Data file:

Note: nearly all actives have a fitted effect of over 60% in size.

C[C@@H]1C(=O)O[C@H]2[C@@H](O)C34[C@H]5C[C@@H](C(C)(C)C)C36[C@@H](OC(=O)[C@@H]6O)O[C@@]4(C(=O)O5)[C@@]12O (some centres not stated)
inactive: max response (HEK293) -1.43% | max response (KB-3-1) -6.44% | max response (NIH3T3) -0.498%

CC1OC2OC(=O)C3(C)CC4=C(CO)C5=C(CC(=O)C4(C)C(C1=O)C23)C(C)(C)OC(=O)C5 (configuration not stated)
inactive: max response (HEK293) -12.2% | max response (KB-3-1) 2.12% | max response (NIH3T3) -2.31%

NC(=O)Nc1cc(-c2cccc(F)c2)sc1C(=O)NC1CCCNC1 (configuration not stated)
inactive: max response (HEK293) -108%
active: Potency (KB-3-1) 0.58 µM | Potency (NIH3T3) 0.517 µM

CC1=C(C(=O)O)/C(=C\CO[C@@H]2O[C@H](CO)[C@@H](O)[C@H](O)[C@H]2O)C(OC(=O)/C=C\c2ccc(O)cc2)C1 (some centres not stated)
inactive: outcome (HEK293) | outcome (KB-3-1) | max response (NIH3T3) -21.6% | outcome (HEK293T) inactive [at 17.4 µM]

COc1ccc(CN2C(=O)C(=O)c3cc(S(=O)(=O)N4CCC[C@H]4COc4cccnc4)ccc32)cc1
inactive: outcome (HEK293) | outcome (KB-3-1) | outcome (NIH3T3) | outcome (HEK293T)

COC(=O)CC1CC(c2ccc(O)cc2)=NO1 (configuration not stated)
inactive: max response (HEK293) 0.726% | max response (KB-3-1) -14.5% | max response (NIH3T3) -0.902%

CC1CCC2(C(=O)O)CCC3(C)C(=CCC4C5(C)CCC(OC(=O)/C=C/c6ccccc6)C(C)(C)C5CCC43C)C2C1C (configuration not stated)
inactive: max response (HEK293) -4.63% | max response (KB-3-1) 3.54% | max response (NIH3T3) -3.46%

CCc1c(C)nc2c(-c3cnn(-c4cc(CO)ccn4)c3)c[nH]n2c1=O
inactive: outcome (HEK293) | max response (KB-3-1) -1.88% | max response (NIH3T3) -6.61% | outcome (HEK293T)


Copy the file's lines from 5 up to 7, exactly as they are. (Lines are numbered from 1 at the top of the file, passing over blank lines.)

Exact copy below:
inactive: max response (HEK293) -12.2% | max response (KB-3-1) 2.12% | max response (NIH3T3) -2.31%

NC(=O)Nc1cc(-c2cccc(F)c2)sc1C(=O)NC1CCCNC1 (configuration not stated)
inactive: max response (HEK293) -108%